Our house is quiet now, with the kiddos off to bed. It’s peaceful, and I can hear the purr of the wood stove’s fan….a most comforting sound in the winter. It reminds me that I’m warm and safe.
I’m left to reflect on the bits of energy and thought left swirling in my mind after a chat with a lovely friend. Here’s what I’ve discovered…I remember when I was new at this game and the whole world warned me to soak it all up because it would go by so quickly. This phrase, although well-intended, felt as though it was on repeat in my life, and I lived in fear of missing a moment. It suffocated me. I had truly given into the fear that if I was not there for the little things, if I didn’t hear all of the things the kids said all of the time, they would shut me out. I would have lost the parenting game….
I am relieved to see that I took these ideas too literally. There is room for ebb and flow in everything. As long as I am connected to our children, there is room for me to be imperfect; in fact, it’s a valuable lesson.
Packing away my egotistical perspective of being the perfect parent creates room for being a purposeful parent, and I’m so thankful to have reached this phase in the game. And you know what? I was there for all of the moments….but they still passed. Time slipped through my fingers despite my tightened grasp.Children grow. They develop their own ideas and eventually, they flee the nest. It’s inevitable…It’s beautiful.
I may as well let go and enjoy the ride, after all, I’m still growing too……..
This post began as a quaint account of our day, until I realized there was something else nagging at me to be shared….
You see, I’ve been reading a lot about being imperfect, which is fitting, since we are all created this way, so you may be able to relate.
I’ve realized how many things I avoid tackling, for fear of what they may not become, and I can’t help but wonder how many of us stopped creating, around the time we began to grow breasts or speak with a crackle in our voice? If you didn’t stop, perhaps you became increasingly self-critical.
I’ve wondered how many times I’ve confused striving to be better with being perfect enough to avoid pain and hardship, and I’ve wondered how many times I’ve missed out on a truly joyful experience or an opportunity for growth because of it.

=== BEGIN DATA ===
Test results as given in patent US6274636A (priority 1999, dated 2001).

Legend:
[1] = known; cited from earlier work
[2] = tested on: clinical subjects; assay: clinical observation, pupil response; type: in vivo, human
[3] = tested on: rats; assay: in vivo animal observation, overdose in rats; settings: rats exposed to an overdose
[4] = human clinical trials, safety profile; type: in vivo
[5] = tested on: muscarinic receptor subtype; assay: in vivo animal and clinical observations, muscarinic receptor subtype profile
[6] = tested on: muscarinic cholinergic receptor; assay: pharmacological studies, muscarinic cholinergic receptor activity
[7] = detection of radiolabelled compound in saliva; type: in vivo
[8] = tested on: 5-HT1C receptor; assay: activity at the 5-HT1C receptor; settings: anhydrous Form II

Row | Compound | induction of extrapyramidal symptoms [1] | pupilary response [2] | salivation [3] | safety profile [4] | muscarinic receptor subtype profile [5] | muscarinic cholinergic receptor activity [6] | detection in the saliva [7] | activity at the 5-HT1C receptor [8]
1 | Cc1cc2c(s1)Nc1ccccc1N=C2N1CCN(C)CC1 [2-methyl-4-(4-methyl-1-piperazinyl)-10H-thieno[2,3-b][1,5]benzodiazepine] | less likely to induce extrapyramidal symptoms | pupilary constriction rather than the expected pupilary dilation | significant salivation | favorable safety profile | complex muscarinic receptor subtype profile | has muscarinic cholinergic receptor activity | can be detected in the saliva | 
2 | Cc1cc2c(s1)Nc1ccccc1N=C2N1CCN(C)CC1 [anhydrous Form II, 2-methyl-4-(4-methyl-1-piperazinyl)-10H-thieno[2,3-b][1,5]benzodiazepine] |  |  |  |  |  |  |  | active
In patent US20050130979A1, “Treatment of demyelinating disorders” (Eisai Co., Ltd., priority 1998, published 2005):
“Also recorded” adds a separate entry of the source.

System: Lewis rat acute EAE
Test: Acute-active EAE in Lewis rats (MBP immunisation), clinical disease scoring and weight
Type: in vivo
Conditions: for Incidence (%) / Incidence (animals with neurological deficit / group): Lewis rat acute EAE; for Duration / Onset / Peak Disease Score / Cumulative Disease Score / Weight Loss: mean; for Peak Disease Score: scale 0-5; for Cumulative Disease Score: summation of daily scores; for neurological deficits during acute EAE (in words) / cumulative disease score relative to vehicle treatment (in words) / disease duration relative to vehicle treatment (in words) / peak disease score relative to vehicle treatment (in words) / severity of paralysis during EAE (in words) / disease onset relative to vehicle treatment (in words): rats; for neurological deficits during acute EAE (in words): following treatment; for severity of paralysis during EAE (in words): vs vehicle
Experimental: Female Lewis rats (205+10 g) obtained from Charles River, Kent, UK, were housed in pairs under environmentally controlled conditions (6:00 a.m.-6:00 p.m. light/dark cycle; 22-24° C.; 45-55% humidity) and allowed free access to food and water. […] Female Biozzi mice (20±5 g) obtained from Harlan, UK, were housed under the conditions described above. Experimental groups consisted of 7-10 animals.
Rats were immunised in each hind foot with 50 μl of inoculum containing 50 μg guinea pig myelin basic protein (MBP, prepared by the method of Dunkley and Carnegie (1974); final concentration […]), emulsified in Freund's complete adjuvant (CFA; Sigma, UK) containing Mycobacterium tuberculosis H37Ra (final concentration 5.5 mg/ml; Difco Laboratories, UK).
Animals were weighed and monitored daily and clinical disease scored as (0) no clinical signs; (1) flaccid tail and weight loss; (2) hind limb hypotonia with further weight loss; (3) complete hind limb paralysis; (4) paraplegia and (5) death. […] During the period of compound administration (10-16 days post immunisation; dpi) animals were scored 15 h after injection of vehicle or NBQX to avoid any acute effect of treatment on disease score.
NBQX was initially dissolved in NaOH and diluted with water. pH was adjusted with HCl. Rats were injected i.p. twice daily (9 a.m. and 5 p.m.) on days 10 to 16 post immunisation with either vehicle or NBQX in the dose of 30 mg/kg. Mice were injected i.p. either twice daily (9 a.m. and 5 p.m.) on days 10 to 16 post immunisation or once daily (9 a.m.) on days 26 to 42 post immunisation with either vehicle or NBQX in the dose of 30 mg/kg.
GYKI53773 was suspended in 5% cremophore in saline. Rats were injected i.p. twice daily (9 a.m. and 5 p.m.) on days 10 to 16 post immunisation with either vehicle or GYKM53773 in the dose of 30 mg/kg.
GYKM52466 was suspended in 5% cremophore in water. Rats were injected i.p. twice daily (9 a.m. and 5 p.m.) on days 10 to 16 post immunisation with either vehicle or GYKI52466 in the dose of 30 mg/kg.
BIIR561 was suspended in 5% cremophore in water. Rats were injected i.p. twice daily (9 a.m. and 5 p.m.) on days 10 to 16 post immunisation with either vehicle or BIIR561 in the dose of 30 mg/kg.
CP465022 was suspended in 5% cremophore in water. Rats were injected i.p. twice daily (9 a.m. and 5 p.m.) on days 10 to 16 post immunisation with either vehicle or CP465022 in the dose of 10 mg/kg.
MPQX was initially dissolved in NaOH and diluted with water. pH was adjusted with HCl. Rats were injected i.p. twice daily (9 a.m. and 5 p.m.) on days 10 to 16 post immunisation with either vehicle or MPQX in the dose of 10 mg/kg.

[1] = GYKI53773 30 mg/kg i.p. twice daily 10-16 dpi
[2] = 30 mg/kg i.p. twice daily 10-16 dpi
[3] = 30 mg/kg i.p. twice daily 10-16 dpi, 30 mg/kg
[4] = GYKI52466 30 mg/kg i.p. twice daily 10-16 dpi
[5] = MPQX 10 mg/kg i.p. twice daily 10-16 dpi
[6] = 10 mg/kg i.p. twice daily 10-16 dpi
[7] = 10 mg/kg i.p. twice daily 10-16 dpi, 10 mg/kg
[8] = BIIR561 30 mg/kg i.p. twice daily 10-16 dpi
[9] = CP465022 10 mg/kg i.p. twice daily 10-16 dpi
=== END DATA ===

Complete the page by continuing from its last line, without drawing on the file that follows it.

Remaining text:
I’ve thought about all of the times that I found myself lashing out, or perhaps weeping alone because I simply wasn’t good enough.
Until I began to question what enough might look like.
And so I began the quest of seeking out role models. If I wasn’t good enough, then I must be able to find someone else who was. Only then, I found myself to be incredibly lonely, since it seems that no one met the very specific criteria I had chiselled out for myself.
Could it be that this person does not exist?
This is a question I honestly asked myself, and I have to admit that this step took me about four years of self-discovery to answer.
And then I thought long and hard about all of the people I have put up on pedestals, only to be hurt and disappointed upon realizing that they, too, are not perfect.
Where am I now you ask?
I’ve made the discovery that most of my successes are modelled after traits of people I admire. I’ve realized that mentors have been the most valuable teaching tool for me, a most wonderful treatment. Let’s be clear that no mentor will possess all of the skills or traits I’m looking for, and I’ve reached a point where I am okay with this.
Because there are so many lessons to be learned from so many people, I’ve taken to looking at myself as the end result of a recipe, with each trait I admire as one of the ingredients. Sometimes, I add the baking soda at the wrong time, or I stir too much, and my recipe falls flat, but I’m working on the ingredient of self-love , and that’s the jar that’s always the most difficult to locate.